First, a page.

Looming at 15 stories, the hypothetical building has no ground floor.
Human and animal traffic mill at this level, moving from one end of the building to the other. Garbage drops from the tenants above before being pushed to the edges and collected for the recycling plant at the edge of the city. The wind shifts, and the smells from the garbage and recycling plant shift with it.
This is a solution to the problem of slums proposed by Kowalski Hugon, founder of architecture and design firm UGO. Let’s Talk About Garbage is the name of the design concept, and it was Hugo’s graduation project for his master’s degree in architecture. It gained wider notoriety after winning the 2013 Archiprix International — an architectural design competition for graduate students. (For a closer look, check out Hugon’s huge cutaway schematics.)
His proposal draws inspiration from Kowloon Walled City — a former slum of Hong Kong — and the work of Chilean architect Alejandro Aravena. The plan is simple: renovate the slums so that they’re more functional.
Dharavi sits in the heart of Mumbai, merely 10 minutes from the financial district as a metropolis waxes and wanes around one of the poorest and most densely populated pieces of land on the planet. An estimated 600,000 to one million people live and work in the slum, sustaining an economy of traders and craftsmen that support the larger Mumbai economy. The area also processes the garbage of its neighbors.
It’s here that Hugon imagined his teeming mega-cities. Dharavi has always been a problem for Mumbai’s elites: a famous slum that is the obvious flaw in the jewel of New India. Plans to renovate the area have been kicked around since the mid 1990s, and local politicians are promising that the current proposed renovation project will be finished by the end of the year.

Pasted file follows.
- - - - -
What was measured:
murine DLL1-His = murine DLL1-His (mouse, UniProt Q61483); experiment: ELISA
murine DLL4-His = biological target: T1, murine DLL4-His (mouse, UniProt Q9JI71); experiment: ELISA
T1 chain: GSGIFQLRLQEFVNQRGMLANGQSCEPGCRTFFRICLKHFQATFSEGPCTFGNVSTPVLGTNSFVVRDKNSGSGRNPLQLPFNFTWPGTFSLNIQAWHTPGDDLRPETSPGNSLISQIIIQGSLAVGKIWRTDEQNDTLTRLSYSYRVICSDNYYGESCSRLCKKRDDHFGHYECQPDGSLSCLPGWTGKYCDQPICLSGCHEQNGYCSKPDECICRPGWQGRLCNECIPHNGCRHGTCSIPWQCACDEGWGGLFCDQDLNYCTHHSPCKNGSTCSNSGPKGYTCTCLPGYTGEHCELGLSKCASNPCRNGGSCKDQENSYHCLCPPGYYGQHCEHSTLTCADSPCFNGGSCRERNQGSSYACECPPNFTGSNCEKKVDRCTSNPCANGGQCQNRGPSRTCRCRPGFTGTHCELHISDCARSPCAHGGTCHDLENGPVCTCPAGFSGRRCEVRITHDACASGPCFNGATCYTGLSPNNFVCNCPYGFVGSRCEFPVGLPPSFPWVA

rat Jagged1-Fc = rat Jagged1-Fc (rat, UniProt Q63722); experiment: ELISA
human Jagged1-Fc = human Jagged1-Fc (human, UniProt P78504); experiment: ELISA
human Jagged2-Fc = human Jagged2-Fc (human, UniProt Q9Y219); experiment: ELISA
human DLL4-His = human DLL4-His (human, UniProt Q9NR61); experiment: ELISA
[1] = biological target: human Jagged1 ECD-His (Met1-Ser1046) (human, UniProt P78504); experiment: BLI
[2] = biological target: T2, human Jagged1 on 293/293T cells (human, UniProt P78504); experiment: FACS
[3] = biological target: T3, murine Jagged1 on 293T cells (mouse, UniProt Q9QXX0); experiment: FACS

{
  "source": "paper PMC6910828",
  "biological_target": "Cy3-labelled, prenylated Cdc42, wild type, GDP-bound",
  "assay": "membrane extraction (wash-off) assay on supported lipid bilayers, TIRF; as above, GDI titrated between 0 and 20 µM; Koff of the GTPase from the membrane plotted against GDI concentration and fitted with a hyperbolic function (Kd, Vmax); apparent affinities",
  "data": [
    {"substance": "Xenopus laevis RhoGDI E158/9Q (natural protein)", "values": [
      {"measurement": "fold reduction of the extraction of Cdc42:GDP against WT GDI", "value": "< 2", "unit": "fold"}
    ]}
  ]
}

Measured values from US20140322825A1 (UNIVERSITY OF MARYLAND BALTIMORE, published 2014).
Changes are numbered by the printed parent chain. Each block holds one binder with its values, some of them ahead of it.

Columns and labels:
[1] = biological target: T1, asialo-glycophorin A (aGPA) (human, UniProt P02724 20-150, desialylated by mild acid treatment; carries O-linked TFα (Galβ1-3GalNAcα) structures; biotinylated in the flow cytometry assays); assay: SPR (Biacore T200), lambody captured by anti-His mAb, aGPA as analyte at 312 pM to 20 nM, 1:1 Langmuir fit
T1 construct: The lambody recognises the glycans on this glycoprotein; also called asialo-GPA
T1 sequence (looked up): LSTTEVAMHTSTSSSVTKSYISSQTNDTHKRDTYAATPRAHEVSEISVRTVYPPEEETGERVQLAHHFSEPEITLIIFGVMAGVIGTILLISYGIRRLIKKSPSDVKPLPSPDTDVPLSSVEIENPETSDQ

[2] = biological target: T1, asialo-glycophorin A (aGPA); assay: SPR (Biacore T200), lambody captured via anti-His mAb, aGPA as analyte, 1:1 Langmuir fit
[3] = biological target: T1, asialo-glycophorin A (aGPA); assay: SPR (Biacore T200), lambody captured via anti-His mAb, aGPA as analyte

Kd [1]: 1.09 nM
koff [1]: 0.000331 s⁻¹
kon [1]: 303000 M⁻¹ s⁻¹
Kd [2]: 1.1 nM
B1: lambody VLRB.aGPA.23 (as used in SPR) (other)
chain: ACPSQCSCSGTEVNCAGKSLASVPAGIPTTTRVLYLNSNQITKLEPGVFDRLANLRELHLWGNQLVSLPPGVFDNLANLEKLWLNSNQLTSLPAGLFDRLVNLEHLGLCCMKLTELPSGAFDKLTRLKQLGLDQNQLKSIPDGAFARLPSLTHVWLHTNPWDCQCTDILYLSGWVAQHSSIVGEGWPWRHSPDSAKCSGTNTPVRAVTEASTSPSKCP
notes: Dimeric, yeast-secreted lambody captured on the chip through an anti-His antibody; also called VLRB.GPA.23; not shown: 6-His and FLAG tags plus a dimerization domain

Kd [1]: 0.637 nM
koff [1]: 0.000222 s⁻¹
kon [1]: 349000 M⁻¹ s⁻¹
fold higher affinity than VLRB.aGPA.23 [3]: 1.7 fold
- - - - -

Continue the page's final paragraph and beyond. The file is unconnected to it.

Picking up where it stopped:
The mega-blocks hope to retain some of what makes the slums work. The interior rooms are designed to be modular, unlike residential apartment units found in Western suburbs and in developed urban India. Half of the structure is given over to recycling facilities. “People become the architects of their own home, as families are able to decide the number of rooms, their arrangement and the materials used,” noted Designboom.
Densely populated mega-communities may appear to be strange Soviet relic — large scale projects that inevitably fail and exact a human toll far greater than the situation they aimed to fix. But that’s not always the case.
Le Lignon in Switzerland houses 6,800 residents and is one of the largest apartment complexes in the world. Despite some debates about the aesthetic nature of the structure (it resembles a giant wall), the area is comfortable, affordable and boasts a low crime rate. But Le Lignon was a well-funded project in a peaceful part of the world. Not a improvised community built from the fragments of displaced peoples.
Kowloon Walled City in Hong Kong was a community like this. It grew out of a Chinese military fort and expanded as people were displaced first by British colonial rule and later by the Japanese occupation of Hong Kong during World War II. At its height, Kowloon Walled City held 33,000 people and was one of the most densely populated locales in the world. In lieu of local police and government, organized crime ran the city.
Joana Sa Lima — creative director of Norwegian design firm Comte Bureau — commented when seeing the Dharavi proposal:
… realize that to design in this context you have to address real problems such as poverty, nutrition, health, water and sanitation, economic empowerment, access to financial services, gender equity … and only with local understanding and community participation you will be able to make some incremental changes and that eventually, could lead to a successful design.
Le Lignon works because it was built with these basic considerations in mind. There were no people to uproot, only people to move in while Switzerland was in the midst of a housing crisis.
The government of Hong Kong stepped in and demolished Kowloon Walled City in the early 1990s after evicting its thousands of residents and compensating them to the sum of $350 million. A park is there now.
Dharavi is in the middle of its own, very real, reconstruction project. Unlike Hong Kong — who displaced so many — the government of Mumbai is looking to renovate the area for the current residents. The proposed plans involve large residential buildings with people crammed into spaces less than 300 square feet, but the government is proposing to give those spaces only out to registered residents. Many of the current residents aren’t registered.
There’s also a risk the businesses and exports that sustain Dharavi will be destroyed along with the slum. People will be displaced again, scattered to other slums, other pieces of the metropolis. Conflict will rise again. The human deck will be reshuffled. Students in the West will imagine new dystopias for them.
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